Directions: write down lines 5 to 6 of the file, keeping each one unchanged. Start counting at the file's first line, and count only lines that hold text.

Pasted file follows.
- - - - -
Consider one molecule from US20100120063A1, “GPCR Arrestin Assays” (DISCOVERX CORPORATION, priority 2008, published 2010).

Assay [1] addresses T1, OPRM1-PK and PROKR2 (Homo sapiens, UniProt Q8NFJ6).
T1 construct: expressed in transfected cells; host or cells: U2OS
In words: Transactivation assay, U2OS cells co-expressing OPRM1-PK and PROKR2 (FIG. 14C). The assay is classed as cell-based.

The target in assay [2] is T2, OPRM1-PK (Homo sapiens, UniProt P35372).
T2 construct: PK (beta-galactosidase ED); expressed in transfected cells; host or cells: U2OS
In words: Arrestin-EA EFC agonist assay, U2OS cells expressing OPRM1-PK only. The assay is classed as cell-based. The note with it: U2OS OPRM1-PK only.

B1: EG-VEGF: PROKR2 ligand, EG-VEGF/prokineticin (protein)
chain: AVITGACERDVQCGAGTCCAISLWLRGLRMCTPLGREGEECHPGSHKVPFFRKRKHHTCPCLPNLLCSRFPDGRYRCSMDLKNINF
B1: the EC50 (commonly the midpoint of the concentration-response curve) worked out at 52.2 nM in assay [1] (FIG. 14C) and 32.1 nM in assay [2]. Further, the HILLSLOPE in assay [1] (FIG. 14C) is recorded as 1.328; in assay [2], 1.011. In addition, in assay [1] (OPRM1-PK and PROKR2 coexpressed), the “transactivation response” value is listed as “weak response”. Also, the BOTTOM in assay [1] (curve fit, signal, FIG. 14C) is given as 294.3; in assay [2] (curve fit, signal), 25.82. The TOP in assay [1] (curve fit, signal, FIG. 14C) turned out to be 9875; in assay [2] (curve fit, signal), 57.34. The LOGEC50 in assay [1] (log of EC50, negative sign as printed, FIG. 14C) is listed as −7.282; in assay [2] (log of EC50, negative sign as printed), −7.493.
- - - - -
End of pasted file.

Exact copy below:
The target in assay [2] is T2, OPRM1-PK (Homo sapiens, UniProt P35372).
T2 construct: PK (beta-galactosidase ED); expressed in transfected cells; host or cells: U2OS